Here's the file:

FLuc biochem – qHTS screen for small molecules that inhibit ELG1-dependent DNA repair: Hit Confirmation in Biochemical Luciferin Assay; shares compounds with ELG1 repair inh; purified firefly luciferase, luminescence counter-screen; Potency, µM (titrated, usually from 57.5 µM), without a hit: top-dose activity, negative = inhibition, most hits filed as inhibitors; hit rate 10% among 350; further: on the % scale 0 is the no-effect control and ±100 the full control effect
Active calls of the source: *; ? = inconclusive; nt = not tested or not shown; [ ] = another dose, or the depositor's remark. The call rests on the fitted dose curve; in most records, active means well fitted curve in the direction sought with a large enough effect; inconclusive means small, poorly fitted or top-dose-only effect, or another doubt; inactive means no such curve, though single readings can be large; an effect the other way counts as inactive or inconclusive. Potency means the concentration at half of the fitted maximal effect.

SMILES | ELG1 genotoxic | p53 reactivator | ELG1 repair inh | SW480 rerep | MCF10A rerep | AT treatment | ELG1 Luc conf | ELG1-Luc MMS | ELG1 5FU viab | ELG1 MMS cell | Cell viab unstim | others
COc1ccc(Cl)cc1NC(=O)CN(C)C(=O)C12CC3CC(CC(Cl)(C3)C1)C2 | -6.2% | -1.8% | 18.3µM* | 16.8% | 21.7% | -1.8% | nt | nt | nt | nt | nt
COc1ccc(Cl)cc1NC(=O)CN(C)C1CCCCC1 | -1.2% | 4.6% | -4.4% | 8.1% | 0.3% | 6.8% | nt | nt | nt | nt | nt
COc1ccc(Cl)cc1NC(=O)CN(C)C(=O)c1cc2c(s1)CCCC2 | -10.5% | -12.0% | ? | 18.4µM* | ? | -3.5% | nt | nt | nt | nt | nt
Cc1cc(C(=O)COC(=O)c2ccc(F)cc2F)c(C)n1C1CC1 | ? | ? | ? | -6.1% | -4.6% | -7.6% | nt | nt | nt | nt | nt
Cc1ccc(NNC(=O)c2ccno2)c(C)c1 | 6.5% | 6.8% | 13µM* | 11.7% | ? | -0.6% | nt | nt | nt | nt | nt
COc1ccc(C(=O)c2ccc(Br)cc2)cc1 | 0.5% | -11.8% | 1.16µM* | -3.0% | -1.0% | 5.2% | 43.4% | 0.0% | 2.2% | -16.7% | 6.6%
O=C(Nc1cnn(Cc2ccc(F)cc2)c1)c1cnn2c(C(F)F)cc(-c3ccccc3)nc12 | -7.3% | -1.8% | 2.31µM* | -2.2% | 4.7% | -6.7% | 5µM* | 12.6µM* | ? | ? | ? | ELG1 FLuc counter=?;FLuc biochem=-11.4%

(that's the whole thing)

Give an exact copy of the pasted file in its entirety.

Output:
FLuc biochem – qHTS screen for small molecules that inhibit ELG1-dependent DNA repair: Hit Confirmation in Biochemical Luciferin Assay; shares compounds with ELG1 repair inh; purified firefly luciferase, luminescence counter-screen; Potency, µM (titrated, usually from 57.5 µM), without a hit: top-dose activity, negative = inhibition, most hits filed as inhibitors; hit rate 10% among 350; further: on the % scale 0 is the no-effect control and ±100 the full control effect
Active calls of the source: *; ? = inconclusive; nt = not tested or not shown; [ ] = another dose, or the depositor's remark. The call rests on the fitted dose curve; in most records, active means well fitted curve in the direction sought with a large enough effect; inconclusive means small, poorly fitted or top-dose-only effect, or another doubt; inactive means no such curve, though single readings can be large; an effect the other way counts as inactive or inconclusive. Potency means the concentration at half of the fitted maximal effect.

SMILES | ELG1 genotoxic | p53 reactivator | ELG1 repair inh | SW480 rerep | MCF10A rerep | AT treatment | ELG1 Luc conf | ELG1-Luc MMS | ELG1 5FU viab | ELG1 MMS cell | Cell viab unstim | others
COc1ccc(Cl)cc1NC(=O)CN(C)C(=O)C12CC3CC(CC(Cl)(C3)C1)C2 | -6.2% | -1.8% | 18.3µM* | 16.8% | 21.7% | -1.8% | nt | nt | nt | nt | nt
COc1ccc(Cl)cc1NC(=O)CN(C)C1CCCCC1 | -1.2% | 4.6% | -4.4% | 8.1% | 0.3% | 6.8% | nt | nt | nt | nt | nt
COc1ccc(Cl)cc1NC(=O)CN(C)C(=O)c1cc2c(s1)CCCC2 | -10.5% | -12.0% | ? | 18.4µM* | ? | -3.5% | nt | nt | nt | nt | nt
Cc1cc(C(=O)COC(=O)c2ccc(F)cc2F)c(C)n1C1CC1 | ? | ? | ? | -6.1% | -4.6% | -7.6% | nt | nt | nt | nt | nt
Cc1ccc(NNC(=O)c2ccno2)c(C)c1 | 6.5% | 6.8% | 13µM* | 11.7% | ? | -0.6% | nt | nt | nt | nt | nt
COc1ccc(C(=O)c2ccc(Br)cc2)cc1 | 0.5% | -11.8% | 1.16µM* | -3.0% | -1.0% | 5.2% | 43.4% | 0.0% | 2.2% | -16.7% | 6.6%
O=C(Nc1cnn(Cc2ccc(F)cc2)c1)c1cnn2c(C(F)F)cc(-c3ccccc3)nc12 | -7.3% | -1.8% | 2.31µM* | -2.2% | 4.7% | -6.7% | 5µM* | 12.6µM* | ? | ? | ? | ELG1 FLuc counter=?;FLuc biochem=-11.4%